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The Year In Review: Social Media Medical Stories

2011 was a very intense and exciting year regarding the developments and new insights of the relationship between medicine/healthcare and social media. Here are my favourite stories from 2011 selected and featured month by month.


I had the honour to be included in the Advisory Board of the Mayo Clinic Center for Social Media; I wrote about how a Samsung Galaxy Tab changed totally my online activities, how Google Translate can be used in medicine and featured HealCam, a medical alternative of ChatRoulette.


Facebook diagnosis by surgeon saved a friend; there was a lively discussion whether pharma companies can edit Wikipedia entries about their own products, it turned out Wikipedia can be a key tool for global public health promotion; and Scienceroll won the Best Medical Technology/Informatics Blog category for the third time in a row in the Medgadget’s Weblog Awards.

March Read more »

*This blog post was originally published at ScienceRoll*

AcaWiki: Collaborative Academic Research Database

I’ve recently come across AcaWiki, an interesting project focusing on academic research and web 2.0.

Today, representatives from the new nonprofit project AcaWiki announced the opening of their website to the public. AcaWiki’s semantic-wiki based website allows scholars, students, and bloggers to easily post summaries, and discuss academic papers online. All content posted to the site is licensed under a Creative Commons Attribution license.

AcaWiki’s mission is to make academic research more accessible and interactive by creating a “Wikipedia for academic research.” “Cutting-edge research is often locked behind firewalls and therefore lacks impact,” founder Neeru Paharia explains, “AcaWiki turns research hidden in academic journals into something that is more dynamic and accessible to have a greater influence in scholarship, and society.” AcaWiki enables users to easily post and discuss human-readable summaries of academic papers and literature reviews online. AcaWiki also helps users to share and organize summaries through the use of tags and RSS feeds.


*This blog post was originally published at ScienceRoll*

Social Media Ruins The Rorschach Test

The Rorschach test is used for examining the personality characteristics and emotional functioning of patients as their perceptions of inkblots are recorded and then analyzed.


New York Times had a report about Dr. James Heilman who posted all 10 pictures on the site, along with research about the most popular responses to each. Of course, it led to a heated debate whether this information should be accessed on Wikipedia or not.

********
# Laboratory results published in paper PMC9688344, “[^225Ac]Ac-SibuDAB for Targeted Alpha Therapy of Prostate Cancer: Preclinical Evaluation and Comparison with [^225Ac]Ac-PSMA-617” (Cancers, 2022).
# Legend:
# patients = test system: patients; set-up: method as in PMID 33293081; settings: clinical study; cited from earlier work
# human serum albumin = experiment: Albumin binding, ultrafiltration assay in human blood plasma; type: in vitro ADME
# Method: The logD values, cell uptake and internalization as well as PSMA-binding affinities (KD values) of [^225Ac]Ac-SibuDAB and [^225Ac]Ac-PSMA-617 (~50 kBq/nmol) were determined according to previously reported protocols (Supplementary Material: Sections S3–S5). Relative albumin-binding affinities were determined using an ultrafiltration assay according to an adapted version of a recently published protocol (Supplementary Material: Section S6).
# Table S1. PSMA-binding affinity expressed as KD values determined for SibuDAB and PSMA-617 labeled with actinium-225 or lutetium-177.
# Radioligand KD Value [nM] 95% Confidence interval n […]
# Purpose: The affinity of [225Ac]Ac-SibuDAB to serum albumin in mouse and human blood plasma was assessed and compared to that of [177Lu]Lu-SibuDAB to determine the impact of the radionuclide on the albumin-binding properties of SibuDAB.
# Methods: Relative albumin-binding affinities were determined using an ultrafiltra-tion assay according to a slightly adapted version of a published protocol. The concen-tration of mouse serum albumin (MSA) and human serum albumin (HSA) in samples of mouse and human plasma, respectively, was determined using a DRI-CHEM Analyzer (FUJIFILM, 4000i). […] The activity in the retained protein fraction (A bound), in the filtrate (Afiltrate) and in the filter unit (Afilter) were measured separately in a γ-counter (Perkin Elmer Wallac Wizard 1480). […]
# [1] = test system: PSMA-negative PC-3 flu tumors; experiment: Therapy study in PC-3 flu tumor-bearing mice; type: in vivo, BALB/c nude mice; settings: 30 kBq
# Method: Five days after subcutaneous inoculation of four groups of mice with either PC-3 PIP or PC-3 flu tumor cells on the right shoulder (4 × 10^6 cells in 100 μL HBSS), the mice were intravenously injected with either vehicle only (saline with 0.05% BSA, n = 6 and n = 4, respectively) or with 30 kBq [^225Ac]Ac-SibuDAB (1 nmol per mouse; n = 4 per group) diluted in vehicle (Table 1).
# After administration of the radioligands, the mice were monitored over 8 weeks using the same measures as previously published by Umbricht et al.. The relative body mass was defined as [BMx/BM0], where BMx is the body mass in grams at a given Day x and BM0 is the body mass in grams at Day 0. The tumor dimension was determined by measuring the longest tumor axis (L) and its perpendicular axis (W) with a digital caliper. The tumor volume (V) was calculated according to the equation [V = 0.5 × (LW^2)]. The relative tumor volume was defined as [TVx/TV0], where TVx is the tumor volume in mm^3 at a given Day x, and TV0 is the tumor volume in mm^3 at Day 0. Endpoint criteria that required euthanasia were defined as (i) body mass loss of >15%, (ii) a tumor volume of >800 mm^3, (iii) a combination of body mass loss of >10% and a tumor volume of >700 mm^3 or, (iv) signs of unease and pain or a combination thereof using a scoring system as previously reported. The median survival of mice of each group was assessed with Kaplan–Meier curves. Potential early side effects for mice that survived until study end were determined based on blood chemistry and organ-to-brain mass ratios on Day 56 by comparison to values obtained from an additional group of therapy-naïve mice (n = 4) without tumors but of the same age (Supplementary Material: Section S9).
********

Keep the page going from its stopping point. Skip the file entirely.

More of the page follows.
The article is protected from editing until 6, August but there are serious debates on the talk page. One example:

All of the pictures of the Inkblot Cards need to be removed. Posting them contaminates this tool, The Rorschach Test. Posting the popular responses further contaminates this test. It is a simple case of scuppering a professional clinical tool and needs to be stopped.  – Comment of Edith Meyers who has PhD in Neuroscience and Clinical Psychology.

It has recently been suggested to use the hide template that would hide the word associations, so only those who want to read them would be motivated to click “show”.

As a medical student and Wikipedia administrator, I believe such things happen. It’s impossible to hide that kind of  information, but revealing these possible answers can really ruin the test itself. Solution? A hide template with a clear warning for possible patients might be one of them. What do you think?

*This blog post was originally published at ScienceRoll*

Latest Interviews

IDEA Labs: Medical Students Take The Lead In Healthcare Innovation

It’s no secret that doctors are disappointed with the way that the U.S. healthcare system is evolving. Most feel helpless about improving their work conditions or solving technical problems in patient care. Fortunately one young medical student was undeterred by the mountain of disappointment carried by his senior clinician mentors…

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How To Be A Successful Patient: Young Doctors Offer Some Advice

I am proud to be a part of the American Resident Project an initiative that promotes the writing of medical students residents and new physicians as they explore ideas for transforming American health care delivery. I recently had the opportunity to interview three of the writing fellows about how to…

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Latest Book Reviews

Book Review: Is Empathy Learned By Faking It Till It’s Real?

I m often asked to do book reviews on my blog and I rarely agree to them. This is because it takes me a long time to read a book and then if I don t enjoy it I figure the author would rather me remain silent than publish my…

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The Spirit Of The Place: Samuel Shem’s New Book May Depress You

When I was in medical school I read Samuel Shem s House Of God as a right of passage. At the time I found it to be a cynical yet eerily accurate portrayal of the underbelly of academic medicine. I gained comfort from its gallows humor and it made me…

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Eat To Save Your Life: Another Half-True Diet Book

I am hesitant to review diet books because they are so often a tangled mess of fact and fiction. Teasing out their truth from falsehood is about as exhausting as delousing a long-haired elementary school student. However after being approached by the authors’ PR agency with the promise of a…

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